Many people believe that buying a foreclosed home means that they have to forego inspection.  It’s true that if you’re buying the home at auction you will not have the opportunity to have it inspected, however if you’re purchasing a foreclosed home that is for sale on the open market you can and should have that home inspected.  Even though you will be responsible for paying the inspector and fully funding any repairs that need to be made (if you go through with the purchase), it is ultimately in your best interest to have the home inspected.

Are you in the market for a new home, foreclosed or otherwise?  Give us a call at Cooper Realty Associates and put us to work for you – 302-644-2266!

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HURRY, SELLERS! DON’T LET THE WINDOW CLOSE ON YOU!!

To make it even more complicated, there is a flood of distressed properties (short sales/foreclosures) entering the market, and they are having a negative effect on property values, as they sell for a greatly discounted price.


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When I go out on listing appointments, part of the process is determining a price at which the property will sell within a satisfactory time period.  This part of the process is usually a very difficult one.  Obviously, the sellers want to get the most money as possible.   At the same time, the property needs to be priced in line with the competition.  To make it even more complicated, there is a flood of distressed properties (short sales/foreclosures) entering the market, and they are having a negative effect on property values, as they sell for a greatly discounted price.  Therefore, anyone needing to sell their home needs to do it NOW and price it in such a way that compels a buyer to buy it NOW!!!

I recently read an article that explains this very well.  Click HERE to see what the experts are saying, and then call us to help you sell your home, TODAY!!  We have a secret weapon that will help you save money!!  Call Cooper Realty to find out what we will do for you!!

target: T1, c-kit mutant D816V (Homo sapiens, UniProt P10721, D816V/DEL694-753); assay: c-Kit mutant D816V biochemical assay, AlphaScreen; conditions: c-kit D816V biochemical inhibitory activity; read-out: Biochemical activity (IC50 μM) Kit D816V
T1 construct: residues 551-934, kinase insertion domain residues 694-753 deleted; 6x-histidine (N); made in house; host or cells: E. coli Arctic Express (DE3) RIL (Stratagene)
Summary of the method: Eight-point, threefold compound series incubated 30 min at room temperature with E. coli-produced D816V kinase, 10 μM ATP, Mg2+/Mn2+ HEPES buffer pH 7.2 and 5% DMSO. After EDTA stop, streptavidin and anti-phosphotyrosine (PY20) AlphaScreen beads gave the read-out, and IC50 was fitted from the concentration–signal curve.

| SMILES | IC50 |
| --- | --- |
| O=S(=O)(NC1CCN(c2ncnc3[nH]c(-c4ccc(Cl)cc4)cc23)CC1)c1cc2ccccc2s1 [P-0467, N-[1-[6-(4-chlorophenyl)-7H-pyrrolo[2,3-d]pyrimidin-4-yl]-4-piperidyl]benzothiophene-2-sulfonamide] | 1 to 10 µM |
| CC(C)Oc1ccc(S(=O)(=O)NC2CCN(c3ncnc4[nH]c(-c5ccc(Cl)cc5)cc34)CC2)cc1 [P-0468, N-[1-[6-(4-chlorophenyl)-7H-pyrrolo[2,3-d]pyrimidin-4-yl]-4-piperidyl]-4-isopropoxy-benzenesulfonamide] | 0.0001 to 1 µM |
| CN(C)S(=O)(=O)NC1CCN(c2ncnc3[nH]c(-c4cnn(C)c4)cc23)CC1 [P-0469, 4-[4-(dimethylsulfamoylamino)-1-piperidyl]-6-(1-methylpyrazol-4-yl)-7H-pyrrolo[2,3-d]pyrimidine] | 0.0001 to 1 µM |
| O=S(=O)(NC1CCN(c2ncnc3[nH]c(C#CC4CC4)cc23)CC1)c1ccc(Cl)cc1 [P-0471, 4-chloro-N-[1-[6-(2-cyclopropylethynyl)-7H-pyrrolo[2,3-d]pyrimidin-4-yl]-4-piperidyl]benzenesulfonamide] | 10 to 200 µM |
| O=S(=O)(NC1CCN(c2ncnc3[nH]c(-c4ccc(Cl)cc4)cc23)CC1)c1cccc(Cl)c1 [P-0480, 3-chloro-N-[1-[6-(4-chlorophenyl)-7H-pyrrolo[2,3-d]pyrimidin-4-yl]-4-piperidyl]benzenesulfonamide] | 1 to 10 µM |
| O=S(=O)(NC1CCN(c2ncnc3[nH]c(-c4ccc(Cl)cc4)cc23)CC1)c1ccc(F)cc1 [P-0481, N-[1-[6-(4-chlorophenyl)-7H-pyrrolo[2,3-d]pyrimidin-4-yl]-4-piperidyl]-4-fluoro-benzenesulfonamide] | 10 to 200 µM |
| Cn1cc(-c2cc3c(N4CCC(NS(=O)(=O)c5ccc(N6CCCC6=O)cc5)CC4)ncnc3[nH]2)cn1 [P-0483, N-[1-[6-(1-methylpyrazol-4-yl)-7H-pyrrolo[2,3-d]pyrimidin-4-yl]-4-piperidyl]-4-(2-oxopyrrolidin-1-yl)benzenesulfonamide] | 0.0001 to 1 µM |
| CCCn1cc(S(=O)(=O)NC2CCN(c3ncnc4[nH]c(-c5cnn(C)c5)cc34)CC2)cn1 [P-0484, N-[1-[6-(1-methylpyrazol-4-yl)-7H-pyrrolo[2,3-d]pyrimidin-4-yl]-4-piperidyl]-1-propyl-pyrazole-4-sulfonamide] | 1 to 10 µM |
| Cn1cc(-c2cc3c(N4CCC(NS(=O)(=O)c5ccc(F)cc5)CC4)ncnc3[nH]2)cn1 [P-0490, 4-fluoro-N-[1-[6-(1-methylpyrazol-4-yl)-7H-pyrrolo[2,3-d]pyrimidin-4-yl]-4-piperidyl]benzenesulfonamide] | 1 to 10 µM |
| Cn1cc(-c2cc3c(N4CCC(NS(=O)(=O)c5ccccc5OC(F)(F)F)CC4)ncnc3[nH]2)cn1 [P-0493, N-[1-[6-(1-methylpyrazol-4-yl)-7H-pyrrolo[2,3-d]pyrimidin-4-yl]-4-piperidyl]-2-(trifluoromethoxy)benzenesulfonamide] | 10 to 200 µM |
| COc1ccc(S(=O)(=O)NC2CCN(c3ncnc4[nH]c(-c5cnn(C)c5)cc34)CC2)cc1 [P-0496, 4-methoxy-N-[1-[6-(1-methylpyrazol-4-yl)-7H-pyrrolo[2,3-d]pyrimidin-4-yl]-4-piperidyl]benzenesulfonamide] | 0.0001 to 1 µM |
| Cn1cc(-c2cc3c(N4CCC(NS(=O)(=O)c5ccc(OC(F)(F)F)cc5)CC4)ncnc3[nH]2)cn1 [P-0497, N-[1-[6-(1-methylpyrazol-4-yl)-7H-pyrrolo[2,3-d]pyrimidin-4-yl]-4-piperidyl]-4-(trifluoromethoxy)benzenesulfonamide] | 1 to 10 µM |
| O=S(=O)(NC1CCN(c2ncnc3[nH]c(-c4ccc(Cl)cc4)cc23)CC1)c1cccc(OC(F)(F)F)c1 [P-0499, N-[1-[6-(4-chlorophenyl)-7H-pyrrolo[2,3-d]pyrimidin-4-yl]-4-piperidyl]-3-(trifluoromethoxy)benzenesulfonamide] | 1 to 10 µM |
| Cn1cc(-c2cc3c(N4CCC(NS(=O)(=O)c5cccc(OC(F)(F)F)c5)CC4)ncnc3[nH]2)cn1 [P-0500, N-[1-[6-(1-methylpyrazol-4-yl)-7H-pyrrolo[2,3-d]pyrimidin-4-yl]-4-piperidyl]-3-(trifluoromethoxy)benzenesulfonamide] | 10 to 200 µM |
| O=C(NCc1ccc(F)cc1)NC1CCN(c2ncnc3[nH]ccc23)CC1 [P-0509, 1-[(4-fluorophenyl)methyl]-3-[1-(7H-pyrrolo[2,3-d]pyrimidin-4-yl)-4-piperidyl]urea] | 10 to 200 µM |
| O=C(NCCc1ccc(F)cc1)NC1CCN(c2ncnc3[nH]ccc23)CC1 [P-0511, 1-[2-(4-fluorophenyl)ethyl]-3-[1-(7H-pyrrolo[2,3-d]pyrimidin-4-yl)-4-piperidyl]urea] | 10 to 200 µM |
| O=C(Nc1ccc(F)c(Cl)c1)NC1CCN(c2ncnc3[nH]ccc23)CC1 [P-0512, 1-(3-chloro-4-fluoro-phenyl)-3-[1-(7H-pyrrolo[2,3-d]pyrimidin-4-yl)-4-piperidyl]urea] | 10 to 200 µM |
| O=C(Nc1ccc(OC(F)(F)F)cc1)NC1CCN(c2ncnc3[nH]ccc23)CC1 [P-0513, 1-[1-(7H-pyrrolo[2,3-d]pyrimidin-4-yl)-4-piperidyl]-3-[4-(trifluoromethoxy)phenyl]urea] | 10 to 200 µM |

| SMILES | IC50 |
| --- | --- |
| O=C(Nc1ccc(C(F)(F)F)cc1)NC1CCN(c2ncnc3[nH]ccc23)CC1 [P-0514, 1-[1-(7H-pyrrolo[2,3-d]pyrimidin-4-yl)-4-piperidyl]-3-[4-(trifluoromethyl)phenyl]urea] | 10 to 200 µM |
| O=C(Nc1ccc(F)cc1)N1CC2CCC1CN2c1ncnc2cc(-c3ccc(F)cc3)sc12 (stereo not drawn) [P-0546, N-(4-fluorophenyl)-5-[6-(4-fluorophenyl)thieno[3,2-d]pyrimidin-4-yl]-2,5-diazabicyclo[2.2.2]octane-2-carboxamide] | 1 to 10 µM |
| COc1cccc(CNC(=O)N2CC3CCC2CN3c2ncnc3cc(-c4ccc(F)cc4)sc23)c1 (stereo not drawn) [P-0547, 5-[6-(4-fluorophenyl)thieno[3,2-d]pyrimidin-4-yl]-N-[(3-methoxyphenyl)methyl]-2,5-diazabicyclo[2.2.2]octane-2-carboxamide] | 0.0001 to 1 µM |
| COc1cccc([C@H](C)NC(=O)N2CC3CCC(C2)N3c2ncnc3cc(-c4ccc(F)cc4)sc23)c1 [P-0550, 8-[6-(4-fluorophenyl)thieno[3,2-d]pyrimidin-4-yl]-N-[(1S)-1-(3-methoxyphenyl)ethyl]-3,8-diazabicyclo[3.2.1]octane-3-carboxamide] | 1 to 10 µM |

Lewes:  302 644-2266   Seaford:  302 629-6693    Georgetown:  302 856-6434

Author ~ Connie Cooper- Cooper Realty Associates

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SHOULD I STAGE MY HOME?

We are still in a buyer’s market with more short sales and foreclosures coming on the market this quarter than we have seen in two years.


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 DO YOU NEED TO STAGE YOUR HOME IN ORDER TO SELL IT?


To stage or not to stage? When selling your home, home staging can help but it may not always be necessary. Realtor® Karen McKnight of Kirkland, WA says that staging a property can help it sell, but that a seller shouldn’t spend money staging if they need to make a choice between a price reduction or paying for staging:

The biggest issue in selling your home is being priced well for the market. If your house is clean and meticulously maintained, you may not need to spend the extra money on staging. I have been in the business since a friend of mine started the concept of staging, which was originally a lot simpler than what has evolved through the 2000s. We are still in a buyer’s market with more short sales and foreclosures coming on the market this quarter than we have seen in two years. What this means for you is that you (under the guidance of your agent) need to be watching the activity very carefully and making decisions based on your number of showings and whether or not buyers are coming back twice. If you have been at your price 30 days with no offer you are probably still too high. Short Sales and foreclosures sell at a 10% to 20% discount so that has the effect of lowering prices. You want to stay ahead of your competition. Make sure you are the best active listing on the market in the area, and that includes competition in nearby neighborhoods, because buyers usually look within a number of neighborhoods based on their commuting and pricing criteria.